III. ROSENTHAL ACT SUFFICIENCY OF CLAIM
Juarez bring his Rosenthal Act claim under sections 1788.11 (d) and (e) which prohibit a debt collector from causing a telephone to "ring repeatedly or continuously to annoy" and from communicating with a debtor with "such frequency as to be unreasonable and to constitute an harassment to the debtor under the circumstances." Cal. Code §§ 1788.11 (d) and (e).
Citibank argues that Juarez fails to state a claim under the act because he alleges only that he received a large number of calls and makes no allegations "regarding the content of any call" or that any calls "were accompanied by abusive or threatening messages." Mot. 7. Citibank points to a number of cases in support of its claim that "the number of calls alone is not sufficient and cannot itself constitute harassment." See, e.g., Snyder v. Nationstar Mortg. LLC, No. 15-cv-03049-JSC, 2015 WL 7075622, at *7 (N.D. Cal. Nov. 13, 2015) ("A plaintiff must allege more than a defendant's 'communications' or a 'high volume of phone calls' to state a claim under the RFDCPA.") (internal citation omitted).
But Juarez has done far more than allege he received a certain number of phone calls. In addition to alleging that he received 42 calls, Juarez has included a chart detailing the precise date and time he received these calls over the course of 12 days. Compl. ¶ 2. This chart demonstrates a pattern of calls in that Juarez received multiple calls a day, every day, for a 12 day period. Id.
Juarez also alleges that he "repeatedly requested that Defendant stop calling, informing Defendant that he was not the individual they were attempting to contact. Defendant's calls continued despite Plaintiff's requests." Id. at 16. While there is no bright-line rule as to what conduct is sufficient to establish harassment under the Rosenthal Act, courts have found that calling an individual after learning or being informed that they do not owe the debt at issue "plausibly constitutes behavior whose natural consequence was to harass, oppress, or abuse." Crockett v. Rash Curtis & Assoc., 929 F. Supp. 2d 1030, 1032 (N.D. Cal. 2013) (finding harassment plausible where debt collector "very likely received notice from the contents of plaintiff's outgoing answering-machine message . . . that it was calling the wrong number."); see also Clark v. Capital Credit & Collection Servs., Inc., 460 F.3d 1162, 1178 (9th Cir. 2006) (where the debt collector knew the debt "was invalid, the natural consequence of repeatedly calling [plaintiff] to demand payment of that debt was to 'harass, oppress, or abuse.' ").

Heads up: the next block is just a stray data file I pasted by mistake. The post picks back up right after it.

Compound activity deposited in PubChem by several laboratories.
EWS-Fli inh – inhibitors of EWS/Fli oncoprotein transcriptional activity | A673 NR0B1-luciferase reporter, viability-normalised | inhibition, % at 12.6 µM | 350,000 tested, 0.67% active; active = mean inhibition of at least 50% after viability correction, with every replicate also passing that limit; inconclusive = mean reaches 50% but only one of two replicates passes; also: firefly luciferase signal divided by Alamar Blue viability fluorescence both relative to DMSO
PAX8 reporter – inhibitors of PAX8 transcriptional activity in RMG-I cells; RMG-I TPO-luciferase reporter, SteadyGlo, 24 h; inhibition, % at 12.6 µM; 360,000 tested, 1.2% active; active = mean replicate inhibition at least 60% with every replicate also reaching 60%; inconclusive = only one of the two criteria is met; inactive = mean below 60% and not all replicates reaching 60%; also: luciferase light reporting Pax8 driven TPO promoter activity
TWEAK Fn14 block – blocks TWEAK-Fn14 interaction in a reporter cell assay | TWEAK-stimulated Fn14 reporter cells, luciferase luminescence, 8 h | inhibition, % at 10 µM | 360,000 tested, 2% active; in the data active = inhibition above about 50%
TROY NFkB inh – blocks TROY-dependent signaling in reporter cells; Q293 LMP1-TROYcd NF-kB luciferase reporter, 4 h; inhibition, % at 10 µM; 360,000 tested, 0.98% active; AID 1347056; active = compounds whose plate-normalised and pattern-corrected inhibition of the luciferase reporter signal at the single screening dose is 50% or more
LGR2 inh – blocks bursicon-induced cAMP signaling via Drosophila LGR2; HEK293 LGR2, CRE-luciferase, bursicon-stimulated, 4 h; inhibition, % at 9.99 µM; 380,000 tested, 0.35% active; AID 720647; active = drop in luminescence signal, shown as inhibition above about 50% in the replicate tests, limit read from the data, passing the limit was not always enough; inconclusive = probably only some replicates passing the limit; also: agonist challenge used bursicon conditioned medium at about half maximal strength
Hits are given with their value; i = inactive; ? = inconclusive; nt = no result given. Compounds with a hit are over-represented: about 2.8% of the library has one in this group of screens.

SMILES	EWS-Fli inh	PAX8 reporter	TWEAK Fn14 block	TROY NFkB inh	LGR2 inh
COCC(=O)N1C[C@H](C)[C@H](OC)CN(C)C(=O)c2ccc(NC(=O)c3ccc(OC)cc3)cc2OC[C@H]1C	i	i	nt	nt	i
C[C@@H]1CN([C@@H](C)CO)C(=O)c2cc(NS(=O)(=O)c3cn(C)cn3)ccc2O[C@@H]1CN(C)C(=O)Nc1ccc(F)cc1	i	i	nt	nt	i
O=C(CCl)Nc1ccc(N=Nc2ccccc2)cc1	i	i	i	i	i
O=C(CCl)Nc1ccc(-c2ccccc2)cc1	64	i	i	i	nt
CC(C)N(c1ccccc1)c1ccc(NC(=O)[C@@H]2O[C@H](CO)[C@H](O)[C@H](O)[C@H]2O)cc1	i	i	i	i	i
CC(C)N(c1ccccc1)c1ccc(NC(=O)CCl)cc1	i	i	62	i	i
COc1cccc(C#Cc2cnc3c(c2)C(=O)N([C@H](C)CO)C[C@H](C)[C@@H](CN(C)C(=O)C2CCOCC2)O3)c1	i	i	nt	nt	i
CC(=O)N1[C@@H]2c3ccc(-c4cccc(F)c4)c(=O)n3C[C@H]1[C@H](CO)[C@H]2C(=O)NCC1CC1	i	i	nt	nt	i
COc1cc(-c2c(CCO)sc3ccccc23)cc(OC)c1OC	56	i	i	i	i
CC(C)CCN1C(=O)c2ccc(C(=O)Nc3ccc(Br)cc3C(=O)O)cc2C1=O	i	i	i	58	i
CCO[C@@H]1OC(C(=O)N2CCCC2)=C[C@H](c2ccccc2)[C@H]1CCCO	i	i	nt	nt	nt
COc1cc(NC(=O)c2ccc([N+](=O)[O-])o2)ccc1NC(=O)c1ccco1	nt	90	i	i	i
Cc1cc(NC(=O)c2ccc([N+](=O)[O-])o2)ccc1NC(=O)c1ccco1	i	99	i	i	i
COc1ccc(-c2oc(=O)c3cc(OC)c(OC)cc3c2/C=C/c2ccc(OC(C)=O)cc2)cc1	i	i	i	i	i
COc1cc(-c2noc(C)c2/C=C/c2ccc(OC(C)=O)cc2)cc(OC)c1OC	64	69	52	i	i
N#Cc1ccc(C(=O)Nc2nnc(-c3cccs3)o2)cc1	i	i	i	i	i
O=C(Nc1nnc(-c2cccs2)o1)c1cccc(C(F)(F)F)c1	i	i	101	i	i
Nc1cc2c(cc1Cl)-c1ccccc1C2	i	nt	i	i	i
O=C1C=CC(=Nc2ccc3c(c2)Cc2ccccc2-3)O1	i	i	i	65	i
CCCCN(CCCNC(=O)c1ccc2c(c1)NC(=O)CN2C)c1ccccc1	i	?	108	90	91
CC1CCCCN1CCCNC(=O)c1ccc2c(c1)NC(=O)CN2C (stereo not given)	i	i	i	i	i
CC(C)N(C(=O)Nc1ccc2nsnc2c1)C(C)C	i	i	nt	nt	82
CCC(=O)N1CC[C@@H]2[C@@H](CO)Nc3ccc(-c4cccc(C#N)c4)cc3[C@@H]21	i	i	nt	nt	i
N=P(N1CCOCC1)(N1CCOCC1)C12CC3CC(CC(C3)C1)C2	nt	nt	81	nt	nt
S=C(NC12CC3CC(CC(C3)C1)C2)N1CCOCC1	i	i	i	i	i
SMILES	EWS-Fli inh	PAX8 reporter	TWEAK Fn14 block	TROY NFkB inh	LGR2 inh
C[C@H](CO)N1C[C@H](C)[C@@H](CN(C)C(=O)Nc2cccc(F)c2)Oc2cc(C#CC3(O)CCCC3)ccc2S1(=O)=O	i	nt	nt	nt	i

Because Juarez alleges that Citibank called him multiple times a day, every day for close to two weeks and did not stop calling despite Juarez informing Citibank that he was not the individual they were attempting to contact, he has plausibly alleged that Citibank engaged in harassing behavior under sections 1788.11 (d) and (e). Citibank's motion to dismiss Juarez's Rosenthal Act claim is DENIED.
IV. CLASS DEFINITIONS
Citibank moves to strike Juarez's class definitions on the basis that they create improper "fail-safe" classes. This motion is premature. See Yastrab v. Apple Inc., 2015 WL 1307163, at * (N.D. Cal. Mar. 23, 2015) ("[I]n general, class allegations are not tested at the pleading stage."); Cruz v. Sky Chefs, Inc., 2013 WL 1892337, at *5 (N.D. Cal. May 6, 2013) ("[C]lass allegations are better addressed through a class certification motion, after the parties have had an opportunity to conduct some discovery."): Morris v. SolarCity Corp., No. 15-cv-05107-RS, 2016 WL 1359378, *3 (N.D. Cal. Apr. 6, 2016) ("While class allegations may be stricken at the pleading stage in the appropriate case, doing so is not warranted here. . . . [as defendant] has not presented any argument that would completely preclude class certification."). Citibank's motion to strike Juarez's class definitions is DENIED.
For the reasons outline above, Citibank's motion to dismiss is DENIED. Juarez (1) adequately pleaded a "concrete injury" to establish Article III standing on his TCPA claim, (2) is a "debtor" under the Rosenthal Act, and (3) has pleaded sufficient facts to allege that Citibank's phone calls were intended to harass. Citibank's motion to strike Juarez's class definitions is DENIED as it is not ripe at this stage of the litigation. Citibank shall answer within fourteen days of the date below.
IT IS SO ORDERED. Dated: September 1, 2016
WILLIAM H. ORRICK
United States District Judge